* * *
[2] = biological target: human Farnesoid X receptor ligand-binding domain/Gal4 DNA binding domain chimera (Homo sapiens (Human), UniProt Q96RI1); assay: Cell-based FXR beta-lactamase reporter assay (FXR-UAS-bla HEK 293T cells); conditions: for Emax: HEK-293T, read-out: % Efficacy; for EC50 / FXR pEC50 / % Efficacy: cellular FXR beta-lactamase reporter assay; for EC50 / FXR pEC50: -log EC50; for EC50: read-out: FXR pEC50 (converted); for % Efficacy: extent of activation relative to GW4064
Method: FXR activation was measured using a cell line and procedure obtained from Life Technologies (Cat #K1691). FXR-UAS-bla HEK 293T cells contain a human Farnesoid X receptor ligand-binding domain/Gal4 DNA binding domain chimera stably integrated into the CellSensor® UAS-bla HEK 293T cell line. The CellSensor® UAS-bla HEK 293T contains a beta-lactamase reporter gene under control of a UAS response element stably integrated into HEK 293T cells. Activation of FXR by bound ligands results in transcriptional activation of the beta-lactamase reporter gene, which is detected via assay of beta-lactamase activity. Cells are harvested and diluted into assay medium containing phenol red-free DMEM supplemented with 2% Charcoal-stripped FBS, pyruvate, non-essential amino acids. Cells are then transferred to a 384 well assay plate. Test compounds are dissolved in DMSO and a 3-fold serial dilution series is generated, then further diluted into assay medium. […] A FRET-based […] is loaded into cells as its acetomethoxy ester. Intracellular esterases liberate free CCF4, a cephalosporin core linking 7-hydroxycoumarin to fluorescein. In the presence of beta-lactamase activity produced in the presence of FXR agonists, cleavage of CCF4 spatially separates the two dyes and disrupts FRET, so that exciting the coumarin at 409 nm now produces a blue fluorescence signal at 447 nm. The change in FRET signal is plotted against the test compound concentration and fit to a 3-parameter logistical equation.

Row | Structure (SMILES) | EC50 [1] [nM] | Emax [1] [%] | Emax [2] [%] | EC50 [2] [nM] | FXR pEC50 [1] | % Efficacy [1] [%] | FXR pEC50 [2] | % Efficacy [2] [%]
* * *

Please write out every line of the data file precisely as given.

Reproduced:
[2] = biological target: human Farnesoid X receptor ligand-binding domain/Gal4 DNA binding domain chimera (Homo sapiens (Human), UniProt Q96RI1); assay: Cell-based FXR beta-lactamase reporter assay (FXR-UAS-bla HEK 293T cells); conditions: for Emax: HEK-293T, read-out: % Efficacy; for EC50 / FXR pEC50 / % Efficacy: cellular FXR beta-lactamase reporter assay; for EC50 / FXR pEC50: -log EC50; for EC50: read-out: FXR pEC50 (converted); for % Efficacy: extent of activation relative to GW4064
Method: FXR activation was measured using a cell line and procedure obtained from Life Technologies (Cat #K1691). FXR-UAS-bla HEK 293T cells contain a human Farnesoid X receptor ligand-binding domain/Gal4 DNA binding domain chimera stably integrated into the CellSensor® UAS-bla HEK 293T cell line. The CellSensor® UAS-bla HEK 293T contains a beta-lactamase reporter gene under control of a UAS response element stably integrated into HEK 293T cells. Activation of FXR by bound ligands results in transcriptional activation of the beta-lactamase reporter gene, which is detected via assay of beta-lactamase activity. Cells are harvested and diluted into assay medium containing phenol red-free DMEM supplemented with 2% Charcoal-stripped FBS, pyruvate, non-essential amino acids. Cells are then transferred to a 384 well assay plate. Test compounds are dissolved in DMSO and a 3-fold serial dilution series is generated, then further diluted into assay medium. […] A FRET-based […] is loaded into cells as its acetomethoxy ester. Intracellular esterases liberate free CCF4, a cephalosporin core linking 7-hydroxycoumarin to fluorescein. In the presence of beta-lactamase activity produced in the presence of FXR agonists, cleavage of CCF4 spatially separates the two dyes and disrupts FRET, so that exciting the coumarin at 409 nm now produces a blue fluorescence signal at 447 nm. The change in FRET signal is plotted against the test compound concentration and fit to a 3-parameter logistical equation.

Row | Structure (SMILES) | EC50 [1] [nM] | Emax [1] [%] | Emax [2] [%] | EC50 [2] [nM] | FXR pEC50 [1] | % Efficacy [1] [%] | FXR pEC50 [2] | % Efficacy [2] [%]